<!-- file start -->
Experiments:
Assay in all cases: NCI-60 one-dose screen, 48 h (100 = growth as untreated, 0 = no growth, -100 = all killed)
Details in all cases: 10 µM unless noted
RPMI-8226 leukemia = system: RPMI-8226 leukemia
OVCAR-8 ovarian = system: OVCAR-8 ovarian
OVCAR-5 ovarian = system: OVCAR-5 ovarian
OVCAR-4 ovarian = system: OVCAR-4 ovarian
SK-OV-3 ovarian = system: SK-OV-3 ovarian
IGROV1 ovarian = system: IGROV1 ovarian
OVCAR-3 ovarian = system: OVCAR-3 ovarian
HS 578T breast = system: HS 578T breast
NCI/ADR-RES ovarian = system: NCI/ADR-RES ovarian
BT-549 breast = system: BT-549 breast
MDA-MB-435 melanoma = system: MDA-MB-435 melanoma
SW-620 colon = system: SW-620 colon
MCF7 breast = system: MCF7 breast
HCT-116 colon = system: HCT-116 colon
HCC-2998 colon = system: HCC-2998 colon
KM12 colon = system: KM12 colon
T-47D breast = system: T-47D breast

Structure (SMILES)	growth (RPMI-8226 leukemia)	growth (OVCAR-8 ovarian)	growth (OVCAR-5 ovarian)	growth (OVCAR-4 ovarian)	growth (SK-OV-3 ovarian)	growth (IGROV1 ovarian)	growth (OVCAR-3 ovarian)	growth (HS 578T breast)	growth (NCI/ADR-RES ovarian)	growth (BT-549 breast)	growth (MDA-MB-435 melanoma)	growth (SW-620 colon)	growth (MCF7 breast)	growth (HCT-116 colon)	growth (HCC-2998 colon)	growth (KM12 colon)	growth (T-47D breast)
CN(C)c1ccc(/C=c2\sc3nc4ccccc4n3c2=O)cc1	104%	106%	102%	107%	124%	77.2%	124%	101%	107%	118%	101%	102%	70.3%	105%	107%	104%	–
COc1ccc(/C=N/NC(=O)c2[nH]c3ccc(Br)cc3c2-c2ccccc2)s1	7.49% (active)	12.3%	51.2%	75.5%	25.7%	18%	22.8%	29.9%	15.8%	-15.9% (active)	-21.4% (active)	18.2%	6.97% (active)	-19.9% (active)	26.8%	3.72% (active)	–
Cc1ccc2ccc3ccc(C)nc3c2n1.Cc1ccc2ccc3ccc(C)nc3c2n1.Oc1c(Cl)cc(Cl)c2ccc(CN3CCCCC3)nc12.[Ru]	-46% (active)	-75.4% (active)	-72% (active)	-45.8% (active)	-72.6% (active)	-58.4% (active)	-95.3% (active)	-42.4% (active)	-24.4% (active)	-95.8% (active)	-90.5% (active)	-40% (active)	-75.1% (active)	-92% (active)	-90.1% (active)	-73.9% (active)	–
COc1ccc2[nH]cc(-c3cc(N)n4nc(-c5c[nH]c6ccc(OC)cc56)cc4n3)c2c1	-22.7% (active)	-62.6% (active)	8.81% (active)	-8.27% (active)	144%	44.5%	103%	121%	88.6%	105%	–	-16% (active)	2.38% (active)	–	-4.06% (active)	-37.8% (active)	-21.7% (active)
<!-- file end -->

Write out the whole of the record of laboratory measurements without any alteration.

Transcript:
Experiments:
Assay in all cases: NCI-60 one-dose screen, 48 h (100 = growth as untreated, 0 = no growth, -100 = all killed)
Details in all cases: 10 µM unless noted
RPMI-8226 leukemia = system: RPMI-8226 leukemia
OVCAR-8 ovarian = system: OVCAR-8 ovarian
OVCAR-5 ovarian = system: OVCAR-5 ovarian
OVCAR-4 ovarian = system: OVCAR-4 ovarian
SK-OV-3 ovarian = system: SK-OV-3 ovarian
IGROV1 ovarian = system: IGROV1 ovarian
OVCAR-3 ovarian = system: OVCAR-3 ovarian
HS 578T breast = system: HS 578T breast
NCI/ADR-RES ovarian = system: NCI/ADR-RES ovarian
BT-549 breast = system: BT-549 breast
MDA-MB-435 melanoma = system: MDA-MB-435 melanoma
SW-620 colon = system: SW-620 colon
MCF7 breast = system: MCF7 breast
HCT-116 colon = system: HCT-116 colon
HCC-2998 colon = system: HCC-2998 colon
KM12 colon = system: KM12 colon
T-47D breast = system: T-47D breast

Structure (SMILES)	growth (RPMI-8226 leukemia)	growth (OVCAR-8 ovarian)	growth (OVCAR-5 ovarian)	growth (OVCAR-4 ovarian)	growth (SK-OV-3 ovarian)	growth (IGROV1 ovarian)	growth (OVCAR-3 ovarian)	growth (HS 578T breast)	growth (NCI/ADR-RES ovarian)	growth (BT-549 breast)	growth (MDA-MB-435 melanoma)	growth (SW-620 colon)	growth (MCF7 breast)	growth (HCT-116 colon)	growth (HCC-2998 colon)	growth (KM12 colon)	growth (T-47D breast)
CN(C)c1ccc(/C=c2\sc3nc4ccccc4n3c2=O)cc1	104%	106%	102%	107%	124%	77.2%	124%	101%	107%	118%	101%	102%	70.3%	105%	107%	104%	–
COc1ccc(/C=N/NC(=O)c2[nH]c3ccc(Br)cc3c2-c2ccccc2)s1	7.49% (active)	12.3%	51.2%	75.5%	25.7%	18%	22.8%	29.9%	15.8%	-15.9% (active)	-21.4% (active)	18.2%	6.97% (active)	-19.9% (active)	26.8%	3.72% (active)	–
Cc1ccc2ccc3ccc(C)nc3c2n1.Cc1ccc2ccc3ccc(C)nc3c2n1.Oc1c(Cl)cc(Cl)c2ccc(CN3CCCCC3)nc12.[Ru]	-46% (active)	-75.4% (active)	-72% (active)	-45.8% (active)	-72.6% (active)	-58.4% (active)	-95.3% (active)	-42.4% (active)	-24.4% (active)	-95.8% (active)	-90.5% (active)	-40% (active)	-75.1% (active)	-92% (active)	-90.1% (active)	-73.9% (active)	–
COc1ccc2[nH]cc(-c3cc(N)n4nc(-c5c[nH]c6ccc(OC)cc56)cc4n3)c2c1	-22.7% (active)	-62.6% (active)	8.81% (active)	-8.27% (active)	144%	44.5%	103%	121%	88.6%	105%	–	-16% (active)	2.38% (active)	–	-4.06% (active)	-37.8% (active)	-21.7% (active)